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FOUND: The Earliest Known Draft of the King James Bible

An early edition of the King James Bible (Image: Private Collection of S. Whitehead/Wikimedia)

In 1604, King James I gave six groups of translators a very important task: produce a definitive English translation of the Bible for the Church of England.

The King James Bible, as it came to be called, was finished in 1611. Translated from the original Latin, Greek, Hebrew, and Aramaic, it was intended to be an alternative to earlier Puritan translations, which the king found seditious.

Only three copies of the translators’ drafts were known to exist. But now Jeffrey Alan Miller, an assistant professor at Montclair State University, has found the earliest known draft of part of the King James Bible, he reports in the Times Literary Supplement.

The draft is also, writes the New York Times, “the only one definitively written in the hand of one of the roughly four dozen translators who worked on it.”

Like so many historically important and valuable objects, the manuscript was just sitting in an archive. It was in the papers of Samuel Ward, one of the translators, who went on to become the master of the University of Cambridge. For many years, his papers were uncatalogued; when they were organized in the 1980s, the draft was logged as a “verse-by-verse biblical commentary.”

When Miller was researching a book about Ward, he found the document, “an unassuming notebook about the size of a modern paperback, wrapped in a stained piece of waste vellum,” says the Times. When he examined it more closely, he began to realize that the book contained Ward’s notes on an existing English translation of the Apocrypha. He considered word choices, looked at the original Greek and jotted down possible alternatives—some of which made it into the final King James translation.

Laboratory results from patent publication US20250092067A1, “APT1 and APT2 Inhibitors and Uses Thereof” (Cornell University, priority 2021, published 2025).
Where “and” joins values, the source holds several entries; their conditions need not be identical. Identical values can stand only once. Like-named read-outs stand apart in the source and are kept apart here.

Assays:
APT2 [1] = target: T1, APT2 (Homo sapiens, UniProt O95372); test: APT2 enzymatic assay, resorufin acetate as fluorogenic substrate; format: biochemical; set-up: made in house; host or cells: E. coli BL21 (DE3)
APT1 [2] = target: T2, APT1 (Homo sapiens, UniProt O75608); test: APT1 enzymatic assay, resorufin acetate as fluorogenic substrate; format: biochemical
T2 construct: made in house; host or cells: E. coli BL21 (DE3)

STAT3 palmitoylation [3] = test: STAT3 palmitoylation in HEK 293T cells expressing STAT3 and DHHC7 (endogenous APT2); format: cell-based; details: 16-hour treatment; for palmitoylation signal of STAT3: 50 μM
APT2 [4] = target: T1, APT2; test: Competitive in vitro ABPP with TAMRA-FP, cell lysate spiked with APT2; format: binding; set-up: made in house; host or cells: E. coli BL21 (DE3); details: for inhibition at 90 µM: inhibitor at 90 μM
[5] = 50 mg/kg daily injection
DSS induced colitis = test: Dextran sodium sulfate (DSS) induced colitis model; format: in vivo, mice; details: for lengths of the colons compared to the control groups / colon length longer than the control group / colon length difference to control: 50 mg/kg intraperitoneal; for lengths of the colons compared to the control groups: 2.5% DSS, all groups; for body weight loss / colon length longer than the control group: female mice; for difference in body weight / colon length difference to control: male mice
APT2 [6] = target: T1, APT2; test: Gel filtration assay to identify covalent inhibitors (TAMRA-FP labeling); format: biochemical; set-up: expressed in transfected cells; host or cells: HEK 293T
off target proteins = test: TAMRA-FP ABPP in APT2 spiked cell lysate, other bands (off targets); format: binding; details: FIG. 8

Part of what makes the draft so interesting is that it shows how the translators worked. They were supposed to work collectively on their translations, instead of assigning out certain parts to individual translators. But the notebook indicates that the Cambridge group at least began by assigning out sections. It appears that Ward finished his, and then picked up slack from another translator by starting work on a second section. This backs up an account from another translator, describing a similar system of work.

The translation decisions were made more collaboratively, though. As Miller writes in the Times Literary Supplement, not all of the suggestions that Ward jotted in his notebook made it into the final translation. He was, after all, a young Fellow of the college at the time: even if he was entrusted with some of the work of translation, King James’ instruction had been clear. No one person was to be the translator of any section of the Bible.

With these newly discovered manuscripts, we know understand that much better how the scholars assigned this task created the book that would be one of the most influential in the world for centuries to come.

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